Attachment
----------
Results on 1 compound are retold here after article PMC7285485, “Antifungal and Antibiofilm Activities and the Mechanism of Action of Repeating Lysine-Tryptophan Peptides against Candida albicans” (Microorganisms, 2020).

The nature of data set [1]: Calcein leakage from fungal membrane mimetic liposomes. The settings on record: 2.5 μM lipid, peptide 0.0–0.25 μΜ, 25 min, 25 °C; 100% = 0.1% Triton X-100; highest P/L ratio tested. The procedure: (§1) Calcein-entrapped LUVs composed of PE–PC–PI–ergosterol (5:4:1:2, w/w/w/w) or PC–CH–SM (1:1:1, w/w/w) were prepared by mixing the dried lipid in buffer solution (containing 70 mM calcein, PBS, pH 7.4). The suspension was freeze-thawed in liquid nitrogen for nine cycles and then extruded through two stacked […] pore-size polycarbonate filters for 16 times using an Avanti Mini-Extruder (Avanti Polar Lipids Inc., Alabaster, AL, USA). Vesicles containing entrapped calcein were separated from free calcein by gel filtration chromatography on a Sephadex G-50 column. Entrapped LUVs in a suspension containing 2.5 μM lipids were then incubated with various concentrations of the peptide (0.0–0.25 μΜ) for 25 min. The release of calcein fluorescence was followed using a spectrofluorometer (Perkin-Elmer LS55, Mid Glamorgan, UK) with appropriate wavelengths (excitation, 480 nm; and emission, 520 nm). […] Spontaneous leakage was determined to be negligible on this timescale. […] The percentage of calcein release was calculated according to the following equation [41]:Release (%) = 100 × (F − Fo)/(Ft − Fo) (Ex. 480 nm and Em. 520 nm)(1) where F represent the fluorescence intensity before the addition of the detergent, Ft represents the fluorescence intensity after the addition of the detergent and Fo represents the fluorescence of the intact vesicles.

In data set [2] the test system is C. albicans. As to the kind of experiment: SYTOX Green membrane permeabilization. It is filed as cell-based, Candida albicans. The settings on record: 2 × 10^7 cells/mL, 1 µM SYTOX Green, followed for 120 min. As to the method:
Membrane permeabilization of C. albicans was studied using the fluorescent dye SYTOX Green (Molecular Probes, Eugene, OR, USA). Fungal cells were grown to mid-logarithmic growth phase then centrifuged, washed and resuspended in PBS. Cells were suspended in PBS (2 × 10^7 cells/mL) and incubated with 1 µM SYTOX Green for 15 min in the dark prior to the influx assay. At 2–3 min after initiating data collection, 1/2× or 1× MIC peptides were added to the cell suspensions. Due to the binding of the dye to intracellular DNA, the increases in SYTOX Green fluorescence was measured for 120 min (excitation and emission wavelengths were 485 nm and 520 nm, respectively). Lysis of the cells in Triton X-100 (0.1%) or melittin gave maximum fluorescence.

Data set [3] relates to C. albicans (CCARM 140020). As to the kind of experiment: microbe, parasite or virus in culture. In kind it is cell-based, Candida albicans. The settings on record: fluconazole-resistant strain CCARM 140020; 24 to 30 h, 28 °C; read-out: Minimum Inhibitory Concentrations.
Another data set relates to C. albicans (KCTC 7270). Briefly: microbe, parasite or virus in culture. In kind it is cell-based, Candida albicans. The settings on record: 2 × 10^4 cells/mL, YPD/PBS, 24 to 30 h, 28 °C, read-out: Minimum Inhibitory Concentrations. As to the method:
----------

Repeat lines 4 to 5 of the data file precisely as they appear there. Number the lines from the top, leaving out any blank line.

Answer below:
Membrane permeabilization of C. albicans was studied using the fluorescent dye SYTOX Green (Molecular Probes, Eugene, OR, USA). Fungal cells were grown to mid-logarithmic growth phase then centrifuged, washed and resuspended in PBS. Cells were suspended in PBS (2 × 10^7 cells/mL) and incubated with 1 µM SYTOX Green for 15 min in the dark prior to the influx assay. At 2–3 min after initiating data collection, 1/2× or 1× MIC peptides were added to the cell suspensions. Due to the binding of the dye to intracellular DNA, the increases in SYTOX Green fluorescence was measured for 120 min (excitation and emission wavelengths were 485 nm and 520 nm, respectively). Lysis of the cells in Triton X-100 (0.1%) or melittin gave maximum fluorescence.

Data set [3] relates to C. albicans (CCARM 140020). As to the kind of experiment: microbe, parasite or virus in culture. In kind it is cell-based, Candida albicans. The settings on record: fluconazole-resistant strain CCARM 140020; 24 to 30 h, 28 °C; read-out: Minimum Inhibitory Concentrations.